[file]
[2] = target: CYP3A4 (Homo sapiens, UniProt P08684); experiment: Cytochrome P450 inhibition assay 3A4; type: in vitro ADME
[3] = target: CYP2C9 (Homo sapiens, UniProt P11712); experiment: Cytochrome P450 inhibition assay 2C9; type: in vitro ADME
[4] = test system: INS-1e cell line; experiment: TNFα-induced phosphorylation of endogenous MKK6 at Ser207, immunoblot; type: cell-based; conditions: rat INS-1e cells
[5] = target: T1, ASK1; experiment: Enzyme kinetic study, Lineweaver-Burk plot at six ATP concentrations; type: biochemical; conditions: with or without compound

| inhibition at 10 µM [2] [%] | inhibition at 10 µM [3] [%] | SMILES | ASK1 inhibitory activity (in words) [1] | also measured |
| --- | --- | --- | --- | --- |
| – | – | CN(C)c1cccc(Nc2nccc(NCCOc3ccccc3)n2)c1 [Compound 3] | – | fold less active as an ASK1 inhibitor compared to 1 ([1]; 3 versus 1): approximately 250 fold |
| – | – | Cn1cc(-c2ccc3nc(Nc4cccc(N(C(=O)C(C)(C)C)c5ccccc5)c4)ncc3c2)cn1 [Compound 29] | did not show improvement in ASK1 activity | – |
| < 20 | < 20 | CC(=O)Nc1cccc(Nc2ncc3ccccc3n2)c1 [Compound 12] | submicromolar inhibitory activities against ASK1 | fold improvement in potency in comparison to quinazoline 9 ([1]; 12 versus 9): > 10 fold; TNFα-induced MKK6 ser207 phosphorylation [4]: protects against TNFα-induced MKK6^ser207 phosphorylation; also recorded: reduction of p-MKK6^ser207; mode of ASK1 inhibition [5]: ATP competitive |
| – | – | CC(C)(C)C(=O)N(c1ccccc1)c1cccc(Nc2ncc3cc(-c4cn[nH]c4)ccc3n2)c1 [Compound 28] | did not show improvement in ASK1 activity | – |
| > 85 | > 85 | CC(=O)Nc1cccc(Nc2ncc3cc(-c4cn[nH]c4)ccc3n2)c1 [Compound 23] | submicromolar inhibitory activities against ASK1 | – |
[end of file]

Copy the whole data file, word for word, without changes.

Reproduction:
[2] = target: CYP3A4 (Homo sapiens, UniProt P08684); experiment: Cytochrome P450 inhibition assay 3A4; type: in vitro ADME
[3] = target: CYP2C9 (Homo sapiens, UniProt P11712); experiment: Cytochrome P450 inhibition assay 2C9; type: in vitro ADME
[4] = test system: INS-1e cell line; experiment: TNFα-induced phosphorylation of endogenous MKK6 at Ser207, immunoblot; type: cell-based; conditions: rat INS-1e cells
[5] = target: T1, ASK1; experiment: Enzyme kinetic study, Lineweaver-Burk plot at six ATP concentrations; type: biochemical; conditions: with or without compound

| inhibition at 10 µM [2] [%] | inhibition at 10 µM [3] [%] | SMILES | ASK1 inhibitory activity (in words) [1] | also measured |
| --- | --- | --- | --- | --- |
| – | – | CN(C)c1cccc(Nc2nccc(NCCOc3ccccc3)n2)c1 [Compound 3] | – | fold less active as an ASK1 inhibitor compared to 1 ([1]; 3 versus 1): approximately 250 fold |
| – | – | Cn1cc(-c2ccc3nc(Nc4cccc(N(C(=O)C(C)(C)C)c5ccccc5)c4)ncc3c2)cn1 [Compound 29] | did not show improvement in ASK1 activity | – |
| < 20 | < 20 | CC(=O)Nc1cccc(Nc2ncc3ccccc3n2)c1 [Compound 12] | submicromolar inhibitory activities against ASK1 | fold improvement in potency in comparison to quinazoline 9 ([1]; 12 versus 9): > 10 fold; TNFα-induced MKK6 ser207 phosphorylation [4]: protects against TNFα-induced MKK6^ser207 phosphorylation; also recorded: reduction of p-MKK6^ser207; mode of ASK1 inhibition [5]: ATP competitive |
| – | – | CC(C)(C)C(=O)N(c1ccccc1)c1cccc(Nc2ncc3cc(-c4cn[nH]c4)ccc3n2)c1 [Compound 28] | did not show improvement in ASK1 activity | – |
| > 85 | > 85 | CC(=O)Nc1cccc(Nc2ncc3cc(-c4cn[nH]c4)ccc3n2)c1 [Compound 23] | submicromolar inhibitory activities against ASK1 | – |